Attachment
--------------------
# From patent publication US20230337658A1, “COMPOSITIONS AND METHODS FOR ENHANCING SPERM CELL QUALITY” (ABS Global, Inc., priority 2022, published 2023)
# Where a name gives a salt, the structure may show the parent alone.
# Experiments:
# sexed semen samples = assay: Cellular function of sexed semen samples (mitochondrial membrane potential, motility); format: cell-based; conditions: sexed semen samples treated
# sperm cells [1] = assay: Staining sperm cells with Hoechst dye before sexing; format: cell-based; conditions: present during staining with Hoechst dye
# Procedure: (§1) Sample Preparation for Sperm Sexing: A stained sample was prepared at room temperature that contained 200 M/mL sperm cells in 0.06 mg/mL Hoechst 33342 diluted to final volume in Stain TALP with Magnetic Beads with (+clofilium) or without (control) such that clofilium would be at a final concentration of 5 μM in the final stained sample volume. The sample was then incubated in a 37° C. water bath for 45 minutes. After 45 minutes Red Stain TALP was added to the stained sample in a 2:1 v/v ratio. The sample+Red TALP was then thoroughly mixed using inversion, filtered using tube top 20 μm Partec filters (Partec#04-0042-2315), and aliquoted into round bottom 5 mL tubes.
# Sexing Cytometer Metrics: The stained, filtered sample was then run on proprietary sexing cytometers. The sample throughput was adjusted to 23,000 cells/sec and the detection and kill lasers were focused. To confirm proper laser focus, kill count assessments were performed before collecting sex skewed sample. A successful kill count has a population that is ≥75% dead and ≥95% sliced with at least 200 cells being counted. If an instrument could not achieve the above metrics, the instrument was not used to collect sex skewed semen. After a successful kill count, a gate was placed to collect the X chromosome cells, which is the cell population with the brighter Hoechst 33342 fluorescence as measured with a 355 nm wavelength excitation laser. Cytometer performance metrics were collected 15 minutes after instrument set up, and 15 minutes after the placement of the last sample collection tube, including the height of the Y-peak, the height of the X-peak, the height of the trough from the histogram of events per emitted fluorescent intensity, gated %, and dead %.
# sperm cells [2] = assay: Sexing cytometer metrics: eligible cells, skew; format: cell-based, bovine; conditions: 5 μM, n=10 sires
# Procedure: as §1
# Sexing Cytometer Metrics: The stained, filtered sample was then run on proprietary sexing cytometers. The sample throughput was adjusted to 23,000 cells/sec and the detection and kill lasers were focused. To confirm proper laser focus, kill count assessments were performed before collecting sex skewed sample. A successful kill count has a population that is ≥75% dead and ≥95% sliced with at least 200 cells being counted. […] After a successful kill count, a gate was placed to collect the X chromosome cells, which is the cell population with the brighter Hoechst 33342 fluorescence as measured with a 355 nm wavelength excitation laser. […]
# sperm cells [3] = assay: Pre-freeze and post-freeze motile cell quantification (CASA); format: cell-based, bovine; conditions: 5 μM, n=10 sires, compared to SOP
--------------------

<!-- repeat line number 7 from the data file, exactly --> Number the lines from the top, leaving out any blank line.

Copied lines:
# Sexing Cytometer Metrics: The stained, filtered sample was then run on proprietary sexing cytometers. The sample throughput was adjusted to 23,000 cells/sec and the detection and kill lasers were focused. To confirm proper laser focus, kill count assessments were performed before collecting sex skewed sample. A successful kill count has a population that is ≥75% dead and ≥95% sliced with at least 200 cells being counted. If an instrument could not achieve the above metrics, the instrument was not used to collect sex skewed semen. After a successful kill count, a gate was placed to collect the X chromosome cells, which is the cell population with the brighter Hoechst 33342 fluorescence as measured with a 355 nm wavelength excitation laser. Cytometer performance metrics were collected 15 minutes after instrument set up, and 15 minutes after the placement of the last sample collection tube, including the height of the Y-peak, the height of the X-peak, the height of the trough from the histogram of events per emitted fluorescent intensity, gated %, and dead %.